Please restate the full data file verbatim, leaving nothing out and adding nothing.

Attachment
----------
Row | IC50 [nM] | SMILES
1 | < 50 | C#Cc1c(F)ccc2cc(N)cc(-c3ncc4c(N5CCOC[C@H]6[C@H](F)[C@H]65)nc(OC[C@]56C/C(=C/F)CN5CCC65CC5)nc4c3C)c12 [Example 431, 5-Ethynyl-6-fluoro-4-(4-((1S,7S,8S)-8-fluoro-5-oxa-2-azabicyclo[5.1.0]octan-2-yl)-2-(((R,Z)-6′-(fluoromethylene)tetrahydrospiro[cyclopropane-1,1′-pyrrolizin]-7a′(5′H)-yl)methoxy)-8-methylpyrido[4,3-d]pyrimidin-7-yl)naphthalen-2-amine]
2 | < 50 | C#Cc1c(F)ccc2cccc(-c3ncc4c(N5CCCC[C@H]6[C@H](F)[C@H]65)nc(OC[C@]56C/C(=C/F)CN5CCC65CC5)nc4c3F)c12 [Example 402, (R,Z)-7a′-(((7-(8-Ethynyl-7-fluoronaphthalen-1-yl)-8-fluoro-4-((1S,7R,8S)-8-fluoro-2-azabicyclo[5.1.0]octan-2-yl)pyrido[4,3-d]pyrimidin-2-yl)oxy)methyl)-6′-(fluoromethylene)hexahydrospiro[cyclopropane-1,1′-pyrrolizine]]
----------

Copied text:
Row | IC50 [nM] | SMILES
1 | < 50 | C#Cc1c(F)ccc2cc(N)cc(-c3ncc4c(N5CCOC[C@H]6[C@H](F)[C@H]65)nc(OC[C@]56C/C(=C/F)CN5CCC65CC5)nc4c3C)c12 [Example 431, 5-Ethynyl-6-fluoro-4-(4-((1S,7S,8S)-8-fluoro-5-oxa-2-azabicyclo[5.1.0]octan-2-yl)-2-(((R,Z)-6′-(fluoromethylene)tetrahydrospiro[cyclopropane-1,1′-pyrrolizin]-7a′(5′H)-yl)methoxy)-8-methylpyrido[4,3-d]pyrimidin-7-yl)naphthalen-2-amine]
2 | < 50 | C#Cc1c(F)ccc2cccc(-c3ncc4c(N5CCCC[C@H]6[C@H](F)[C@H]65)nc(OC[C@]56C/C(=C/F)CN5CCC65CC5)nc4c3F)c12 [Example 402, (R,Z)-7a′-(((7-(8-Ethynyl-7-fluoronaphthalen-1-yl)-8-fluoro-4-((1S,7R,8S)-8-fluoro-2-azabicyclo[5.1.0]octan-2-yl)pyrido[4,3-d]pyrimidin-2-yl)oxy)methyl)-6′-(fluoromethylene)hexahydrospiro[cyclopropane-1,1′-pyrrolizine]]